Connective tissue diseases are characterized by different organ disorders due to loss of immune system tolerance to autoantigens. Peripheral neuropathy is one of the features of these diseases with variable frequency; it is more prevalent in Sjögren syndrome. Peripheral neuropathy is often seen in the course of the disease. Nonetheless, it may be also a presenting sign or the unique feature of immune system dysfunction. Neuropathies in connective tissue diseases are related mainly to vasculitic disorder. It requires prompt diagnosis and treatment to improve its outcome. Peripheral neuropathy in connective tissue diseases could be multifocal and asymmetric, or confluent and symmetrical. This chapter reviews the clinical, diagnostic and therapeutic features of neuropathies associated with the common diffuse connective tissue diseases.
Part of the book: Demystifying Polyneuropathy
Antineutrophil cytoplasmic antibodies (ANCA)-associated diseases are necrotizing systemic vasculitides that affect small blood vessels (arterioles, capillaries and venules). This entity represents three main systemic vasculitides: granulomatosis with polyangiitis (GPA; formerly Wegener’s granulomatosis), microscopic polyangiitis (MPA) and eosinophilic granulomatosis with polyangiitis (EGPA; formerly known as Churg-Strauss’ syndrome). Their clinical manifestations are polymorphous, being the most frequent respiratory, oto-laryngo-pharyngeal and renal involvement. Peripheral neuropathy (PN) is reported in almost 50% of the patients. The aim of this chapter is to discuss the prevalence, clinical presentation, treatment and prognosis of PN in ANCA-associated vasculitis.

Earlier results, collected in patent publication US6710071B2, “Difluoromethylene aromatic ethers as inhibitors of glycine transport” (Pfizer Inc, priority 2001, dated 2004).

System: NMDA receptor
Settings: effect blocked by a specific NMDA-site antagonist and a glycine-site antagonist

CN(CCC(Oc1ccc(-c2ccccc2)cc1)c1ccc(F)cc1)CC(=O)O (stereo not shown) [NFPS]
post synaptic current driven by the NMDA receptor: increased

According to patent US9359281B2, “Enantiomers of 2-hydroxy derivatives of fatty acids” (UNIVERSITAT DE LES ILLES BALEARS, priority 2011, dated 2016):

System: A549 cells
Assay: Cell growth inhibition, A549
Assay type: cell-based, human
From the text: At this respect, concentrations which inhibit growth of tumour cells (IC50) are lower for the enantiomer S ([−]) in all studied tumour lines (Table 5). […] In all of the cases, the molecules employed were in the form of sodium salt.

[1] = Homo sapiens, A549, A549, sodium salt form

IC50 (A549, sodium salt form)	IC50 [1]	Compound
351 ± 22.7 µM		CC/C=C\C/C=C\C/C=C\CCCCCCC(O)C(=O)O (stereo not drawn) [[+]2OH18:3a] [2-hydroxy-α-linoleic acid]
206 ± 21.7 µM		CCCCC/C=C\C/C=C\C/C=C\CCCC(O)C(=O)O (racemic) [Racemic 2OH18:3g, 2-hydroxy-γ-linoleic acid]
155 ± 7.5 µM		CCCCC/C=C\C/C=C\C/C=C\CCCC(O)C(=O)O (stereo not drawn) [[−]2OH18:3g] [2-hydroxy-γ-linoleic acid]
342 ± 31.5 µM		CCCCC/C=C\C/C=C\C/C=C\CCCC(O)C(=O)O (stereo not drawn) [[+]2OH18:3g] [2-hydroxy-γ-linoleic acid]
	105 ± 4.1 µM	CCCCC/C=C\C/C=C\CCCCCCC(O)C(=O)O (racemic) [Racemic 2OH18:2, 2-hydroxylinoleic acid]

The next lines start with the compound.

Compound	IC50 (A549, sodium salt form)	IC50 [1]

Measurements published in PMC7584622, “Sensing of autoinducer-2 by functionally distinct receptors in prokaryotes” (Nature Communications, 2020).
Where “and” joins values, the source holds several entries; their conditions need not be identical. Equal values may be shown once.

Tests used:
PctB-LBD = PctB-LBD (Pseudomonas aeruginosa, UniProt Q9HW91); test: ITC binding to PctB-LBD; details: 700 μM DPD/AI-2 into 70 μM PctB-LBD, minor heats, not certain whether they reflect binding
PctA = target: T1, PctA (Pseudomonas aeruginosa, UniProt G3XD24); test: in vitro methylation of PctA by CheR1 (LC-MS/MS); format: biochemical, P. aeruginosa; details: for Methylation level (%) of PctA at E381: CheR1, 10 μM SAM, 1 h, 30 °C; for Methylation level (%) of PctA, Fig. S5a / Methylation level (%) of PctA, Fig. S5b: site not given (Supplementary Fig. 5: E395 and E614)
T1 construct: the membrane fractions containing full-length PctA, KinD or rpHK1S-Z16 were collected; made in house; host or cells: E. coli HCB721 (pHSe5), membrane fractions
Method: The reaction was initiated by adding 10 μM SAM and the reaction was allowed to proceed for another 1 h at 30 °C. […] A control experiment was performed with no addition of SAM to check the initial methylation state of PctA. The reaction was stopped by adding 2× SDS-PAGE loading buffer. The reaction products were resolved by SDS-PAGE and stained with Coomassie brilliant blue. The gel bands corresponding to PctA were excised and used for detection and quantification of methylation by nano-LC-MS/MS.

Part of the book: Demyelination Disorders
Anti-neutrophil cytoplasmic antibody (ANCA)-associated vasculitis (AAV) constitute a group of necrotizing systemic vasculitis with preferential involvement of small- to medium-sized vessels. None treated; they are considered as a life-threatening illness by their renal, cardiac and neurologic damages. Therefore, treatment is usually aggressive, with high-dose corticosteroid therapy combined with immunosuppressive drugs in the major part of cases. New biologic drugs have been introduced such as rituximab. In this chapter, we will present the update and recent advances in the treatment of AAV.
Part of the book: Pericarditis